Excavation of Rome home shows city bigger than thought

September 9, 2015
Excavation of Rome home shows city bigger than thought
An archaeologist watches a 6th-century B.C. residence that was discovered in Rome, Wednesday, Sept. 9, 2015. Archaeologists have discovered a 6th-century B.C. residence under a palazzo in central Rome, saying that it proves the ancient city was much bigger than previously thought. Officials said Wednesday that the area on the Quirinale Hill had long been thought to have only been used as a necropolis, with ancient Rome's residential zone further south and centered around the Roman Forum. (Angelo Carconi/ANSA via AP)

Archaeologists have discovered a 6th-century B.C. residence under a palazzo in central Rome, saying that it proves the ancient city was much bigger than previously thought.

Officials said Wednesday that the area on the Quirinale Hill had long been thought to have only been used as a necropolis, with ancient Rome's residential zone further south and centered around the Roman Forum.

But archaeologists excavating a palazzo on the hill said they discovered a well-preserved rectangular home, complete with wooden supports and a roof, proving that the area was also used for residential purposes.

The ANSA news agency quoted excavation chief Mirella Serlorenzi as saying the discovery "means that Rome at the start of the 6th century was much bigger than what we thought and wasn't just centered around the Forum."

Excavation of Rome home shows city bigger than thought
A partial view of a 6th-century B.C. residence that was discovered in Rome, Wednesday, Sept. 9, 2015. Archaeologists have discovered a 6th-century B.C. residence under a palazzo in central Rome, saying that it proves the ancient city was much bigger than previously thought. Officials said Wednesday that the area on the Quirinale Hill had long been thought to have only been used as a necropolis, with ancient Rome's residential zone further south and centered around the Roman Forum. (Angelo Carconi/ANSA via AP)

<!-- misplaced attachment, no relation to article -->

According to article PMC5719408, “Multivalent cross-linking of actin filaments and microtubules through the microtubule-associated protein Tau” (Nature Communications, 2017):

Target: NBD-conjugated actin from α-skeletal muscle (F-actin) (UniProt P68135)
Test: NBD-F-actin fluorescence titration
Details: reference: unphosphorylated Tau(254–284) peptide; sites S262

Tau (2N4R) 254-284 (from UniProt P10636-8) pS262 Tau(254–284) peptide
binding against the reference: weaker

Excavation of Rome home shows city bigger than thought
A view of a 6th-century B.C. residence that was discovered in Rome, Wednesday, Sept. 9, 2015. Archaeologists have discovered a 6th-century B.C. residence under a palazzo in central Rome, saying that it proves the ancient city was much bigger than previously thought. Officials said Wednesday that the area on the Quirinale Hill had long been thought to have only been used as a necropolis, with ancient Rome's residential zone further south and centered around the Roman Forum. (Angelo Carconi/ANSA via AP)
A partial view of a 6th-century B.C. residence that was discovered in Rome, Wednesday, Sept. 9, 2015. Archaeologists have discovered a 6th-century B.C. residence under a palazzo in central Rome, saying that it proves the ancient city was much bigger than previously thought. Officials said Wednesday that the area on the Quirinale Hill had long been thought to have only been used as a necropolis, with ancient Rome's residential zone further south and centered around the Roman Forum. (Angelo Carconi/ANSA via AP)
Excavation of Rome home shows city bigger than thought
A partial view of a 6th-century B.C. residence that was discovered in Rome, Wednesday, Sept. 9, 2015. Archaeologists have discovered a 6th-century B.C. residence under a palazzo in central Rome, saying that it proves the ancient city was much bigger than previously thought. Officials said Wednesday that the area on the Quirinale Hill had long been thought to have only been used as a necropolis, with ancient Rome's residential zone further south and centered around the Roman Forum. (Angelo Carconi/ANSA via AP)

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